If anyone reading this has met someone who has completed the annual Devizes to Westminster canoe race, you’re sure to know about it. Those of us who decide to ditch the rugby balls, hockey sticks and netball hoops never seem to stop mumbling on about this race, and how it ‘defined me as a person’, or was ‘a life changing experience’: you know the things we like to say. Every year, this race happens, and every year you hear about it in chapel, about how hard it is, how long it is (125 miles), and how hard everyone has had to work. But it’s not until you go through it that you really understand what they mean.
I would first like to dispel some myths; no, you do not have to be a peak physical specimen to complete the race; I know that Will Kempster, my partner is last year’s iteration, would be happy for me to admit that we weren’t exactly the slimmest or most muscular on the water, we didn’t even come first in our class, despite there being a total of 2 boats in our race. What I am really saying here is that despite what people say, you do not have to be anything special. Of course, those who do the race like to think that we are, but, realistically, almost anyone is physically capable enough to complete the distance. It’s the training, preparation, and mental battle that should really be celebrated.
The training for DW is no different to any other sport: start slow, build it up, and do it a lot. Many of the competitors from RHS each year have never set foot in a racing kayak before the Michaelmas term, earning the title ‘Multi-sporter’, owing to the fact that they often spend an equal amount of time in the water as on it. In fact, I still have never been able to stay upright in a Mirage, the most stable of all our racing boats, preferring the steady but slow nature of the Open Canadian canoe. This is where this games option differs from all the rest. Unless starting in year 7, most people who play rugby here have done it before, perhaps for years. Most people will have played hockey, or swam, or at least had some exposure to their chosen sport beforehand.
The canoe team starts almost completely afresh each year: only two who raced last year remain. As the team has such a rapid turnover, it is not the race itself which is the genuine achievement, but the process of getting there. In no other sport is a team taken from complete ineptitude to the completion of the hardest event open to juniors in the country in less that 2 terms, sometimes even a single term. This is possible, in part, due to hard work and determination (you’ve heard it all before) of the paddlers, but the real effort comes from the staff and the support team. Without a coach, it would be impossible to train, and without a willing support team to shove 15 jelly babies in your mouth at a lock, the race itself would be impossible. Strangely, given that paddling is an individual or pairs sport, the DW team has the best atmosphere and camaraderie of any team you could hope for, due to the involvement of coaches, parents, paddlers and friends.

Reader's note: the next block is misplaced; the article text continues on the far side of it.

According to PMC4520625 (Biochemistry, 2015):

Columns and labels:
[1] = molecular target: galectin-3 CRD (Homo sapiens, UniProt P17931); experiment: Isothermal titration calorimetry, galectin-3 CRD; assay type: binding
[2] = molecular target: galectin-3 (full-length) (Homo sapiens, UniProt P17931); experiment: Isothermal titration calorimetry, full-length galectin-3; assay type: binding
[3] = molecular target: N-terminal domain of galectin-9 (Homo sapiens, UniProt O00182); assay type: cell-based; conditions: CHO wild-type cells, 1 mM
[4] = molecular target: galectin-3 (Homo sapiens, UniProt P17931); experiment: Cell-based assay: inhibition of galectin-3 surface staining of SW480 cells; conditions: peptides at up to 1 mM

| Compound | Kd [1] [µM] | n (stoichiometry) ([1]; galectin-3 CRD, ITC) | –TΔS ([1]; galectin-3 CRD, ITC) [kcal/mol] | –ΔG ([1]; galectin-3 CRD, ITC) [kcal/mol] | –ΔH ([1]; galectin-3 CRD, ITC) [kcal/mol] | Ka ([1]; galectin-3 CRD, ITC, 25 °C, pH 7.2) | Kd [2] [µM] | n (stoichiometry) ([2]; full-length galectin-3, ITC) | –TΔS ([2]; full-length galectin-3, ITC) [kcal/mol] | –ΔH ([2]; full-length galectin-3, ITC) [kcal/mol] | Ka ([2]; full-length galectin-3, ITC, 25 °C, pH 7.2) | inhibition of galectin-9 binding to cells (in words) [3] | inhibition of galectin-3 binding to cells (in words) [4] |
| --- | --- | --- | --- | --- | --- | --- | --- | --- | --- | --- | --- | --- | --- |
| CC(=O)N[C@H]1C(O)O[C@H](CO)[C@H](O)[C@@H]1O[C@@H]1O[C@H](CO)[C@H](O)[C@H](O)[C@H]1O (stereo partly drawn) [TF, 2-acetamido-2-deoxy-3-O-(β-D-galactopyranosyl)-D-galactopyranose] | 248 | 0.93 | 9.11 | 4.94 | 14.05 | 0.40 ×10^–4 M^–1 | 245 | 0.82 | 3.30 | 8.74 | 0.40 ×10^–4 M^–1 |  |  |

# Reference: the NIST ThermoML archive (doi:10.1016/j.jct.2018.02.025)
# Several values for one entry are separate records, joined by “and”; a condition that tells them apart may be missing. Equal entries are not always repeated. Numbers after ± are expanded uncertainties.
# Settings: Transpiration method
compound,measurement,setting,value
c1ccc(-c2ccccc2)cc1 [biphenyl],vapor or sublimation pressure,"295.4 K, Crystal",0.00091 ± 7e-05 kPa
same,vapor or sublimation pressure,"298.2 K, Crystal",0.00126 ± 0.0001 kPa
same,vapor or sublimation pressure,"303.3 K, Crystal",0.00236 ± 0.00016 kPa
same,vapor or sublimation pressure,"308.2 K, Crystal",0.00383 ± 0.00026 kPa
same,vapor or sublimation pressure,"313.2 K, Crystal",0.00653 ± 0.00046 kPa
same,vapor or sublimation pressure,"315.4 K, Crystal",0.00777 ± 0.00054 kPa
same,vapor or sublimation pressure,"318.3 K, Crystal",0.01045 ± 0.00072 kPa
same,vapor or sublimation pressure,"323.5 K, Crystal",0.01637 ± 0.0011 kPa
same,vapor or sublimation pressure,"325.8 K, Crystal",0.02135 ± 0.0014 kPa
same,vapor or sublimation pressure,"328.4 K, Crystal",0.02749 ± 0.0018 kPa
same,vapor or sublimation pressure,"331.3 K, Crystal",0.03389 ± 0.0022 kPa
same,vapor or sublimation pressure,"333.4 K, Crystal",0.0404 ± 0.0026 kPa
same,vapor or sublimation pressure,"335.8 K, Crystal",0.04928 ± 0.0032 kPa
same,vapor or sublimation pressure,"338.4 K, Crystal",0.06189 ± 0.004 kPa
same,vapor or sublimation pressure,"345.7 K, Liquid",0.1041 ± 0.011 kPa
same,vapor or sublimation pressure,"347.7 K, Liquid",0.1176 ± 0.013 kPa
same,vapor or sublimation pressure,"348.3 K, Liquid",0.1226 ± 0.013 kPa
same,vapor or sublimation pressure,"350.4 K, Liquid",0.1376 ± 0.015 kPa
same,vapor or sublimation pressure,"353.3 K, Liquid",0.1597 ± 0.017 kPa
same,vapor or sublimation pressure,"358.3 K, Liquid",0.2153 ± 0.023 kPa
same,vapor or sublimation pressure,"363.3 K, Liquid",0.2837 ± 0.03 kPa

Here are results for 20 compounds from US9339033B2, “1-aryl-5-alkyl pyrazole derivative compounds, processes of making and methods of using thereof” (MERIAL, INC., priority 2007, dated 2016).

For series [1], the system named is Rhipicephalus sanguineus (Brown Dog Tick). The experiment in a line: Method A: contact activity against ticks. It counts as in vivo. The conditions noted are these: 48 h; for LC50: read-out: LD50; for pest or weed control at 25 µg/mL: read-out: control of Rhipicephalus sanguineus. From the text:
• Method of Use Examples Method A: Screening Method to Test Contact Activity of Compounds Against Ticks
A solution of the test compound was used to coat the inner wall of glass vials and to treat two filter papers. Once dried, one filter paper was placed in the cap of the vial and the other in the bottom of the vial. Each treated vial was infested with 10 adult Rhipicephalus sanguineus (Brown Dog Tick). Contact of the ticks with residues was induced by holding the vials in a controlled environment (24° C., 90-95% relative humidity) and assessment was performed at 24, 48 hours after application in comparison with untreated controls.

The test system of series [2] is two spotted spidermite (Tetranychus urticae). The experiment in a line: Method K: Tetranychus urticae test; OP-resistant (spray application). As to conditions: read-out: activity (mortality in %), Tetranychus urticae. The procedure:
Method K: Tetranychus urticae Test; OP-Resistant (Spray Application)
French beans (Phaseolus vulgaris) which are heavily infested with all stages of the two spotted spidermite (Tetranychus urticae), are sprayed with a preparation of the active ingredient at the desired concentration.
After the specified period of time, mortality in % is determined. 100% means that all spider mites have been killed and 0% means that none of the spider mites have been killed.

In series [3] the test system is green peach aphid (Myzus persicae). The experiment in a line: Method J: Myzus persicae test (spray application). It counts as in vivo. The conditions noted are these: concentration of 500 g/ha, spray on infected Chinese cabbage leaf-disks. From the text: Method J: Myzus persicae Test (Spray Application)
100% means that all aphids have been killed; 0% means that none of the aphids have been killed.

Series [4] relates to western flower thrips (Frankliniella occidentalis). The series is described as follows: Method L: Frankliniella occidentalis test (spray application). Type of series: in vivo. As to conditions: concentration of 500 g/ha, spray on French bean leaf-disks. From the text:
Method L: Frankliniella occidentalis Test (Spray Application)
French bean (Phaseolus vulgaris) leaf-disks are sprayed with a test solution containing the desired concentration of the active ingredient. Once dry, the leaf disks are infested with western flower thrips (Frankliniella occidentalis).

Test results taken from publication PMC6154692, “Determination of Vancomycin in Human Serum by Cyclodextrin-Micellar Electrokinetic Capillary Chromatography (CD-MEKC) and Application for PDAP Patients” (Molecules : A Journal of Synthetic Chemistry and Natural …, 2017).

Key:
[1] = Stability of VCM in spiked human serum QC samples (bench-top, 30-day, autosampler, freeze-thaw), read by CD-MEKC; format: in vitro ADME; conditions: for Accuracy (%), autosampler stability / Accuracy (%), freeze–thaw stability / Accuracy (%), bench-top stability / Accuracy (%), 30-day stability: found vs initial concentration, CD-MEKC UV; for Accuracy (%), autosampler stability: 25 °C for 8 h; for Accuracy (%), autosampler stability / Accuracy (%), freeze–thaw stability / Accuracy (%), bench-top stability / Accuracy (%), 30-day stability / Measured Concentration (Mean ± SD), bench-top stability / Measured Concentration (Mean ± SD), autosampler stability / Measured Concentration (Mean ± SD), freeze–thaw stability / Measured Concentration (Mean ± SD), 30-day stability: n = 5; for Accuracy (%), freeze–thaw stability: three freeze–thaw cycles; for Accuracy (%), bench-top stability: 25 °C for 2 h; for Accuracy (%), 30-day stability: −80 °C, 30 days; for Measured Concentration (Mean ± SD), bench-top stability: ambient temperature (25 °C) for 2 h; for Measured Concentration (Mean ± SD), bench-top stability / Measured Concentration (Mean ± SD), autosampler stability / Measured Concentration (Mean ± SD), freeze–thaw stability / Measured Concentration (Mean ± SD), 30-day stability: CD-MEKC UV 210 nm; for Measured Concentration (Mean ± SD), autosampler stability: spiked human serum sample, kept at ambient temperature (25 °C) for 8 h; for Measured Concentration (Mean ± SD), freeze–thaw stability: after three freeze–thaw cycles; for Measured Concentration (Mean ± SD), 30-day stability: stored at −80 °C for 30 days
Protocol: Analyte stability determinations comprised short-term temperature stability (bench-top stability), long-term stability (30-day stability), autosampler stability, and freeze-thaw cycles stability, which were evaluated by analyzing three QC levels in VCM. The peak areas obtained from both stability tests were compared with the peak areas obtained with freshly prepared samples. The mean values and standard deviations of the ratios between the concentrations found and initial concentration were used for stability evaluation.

This ‘family’ is one that, and I mean this genuinely, never dies out. There’s something about that shared experience which brings you together. However, I’m not here to say to you ‘Oooo, look at me, I’m so great because I did DW’. But I am here to tell you that I have not currently found myself in a situation that felt as great as passing under Westminster bridge last Easter. In this way, Canoeing is much more than a sport. Obviously, it’s a useful mode of transport, but it has served for me as an escape; you forget everything else. I’m also not here to make you do DW, and I would say that it is not for everyone. But I will end with this… this silly little race means so much to the people that do it, not because it looks impressive, or to boast to their friends. We do it because the feeling is genuinely amazing. It brought me closer to the staff, especially Ms Polson and Mr Herbert, but also to my family: there’s nothing better than seeing you dad, mum, or whoever is supporting you, standing at a portage clutching a box of warm Greggs sausage rolls.
This year, RHS is taking the team down to Wiltshire once more, under the wise teachings of WO1 Herbert, searching once more for that illusive Open Canadian Canoe prize. The current team is made up of 6 boats, 12 paddlers in total. This year, the students competing in the race are:
Alex Coplestone-Crow & Charlie Lewis-Booth (C2)
Finn Corcoran (TBC) & Ewan Herbert (C2)
Robyn McNally & Caitlyn Gooding (K2)
Archie Liston & Fred Hitchen (K2)
Huw Wharmby & Oliver Ruddock (K2)
Drew Bessey & Ed Chapman (K2)
Finally, though the team is decided for this year, summer canoeing will be open next term, and I would encourage all those who even have the slightest inkling that they might want to do DW at some point in your RHS career to sign up. You will not regret it.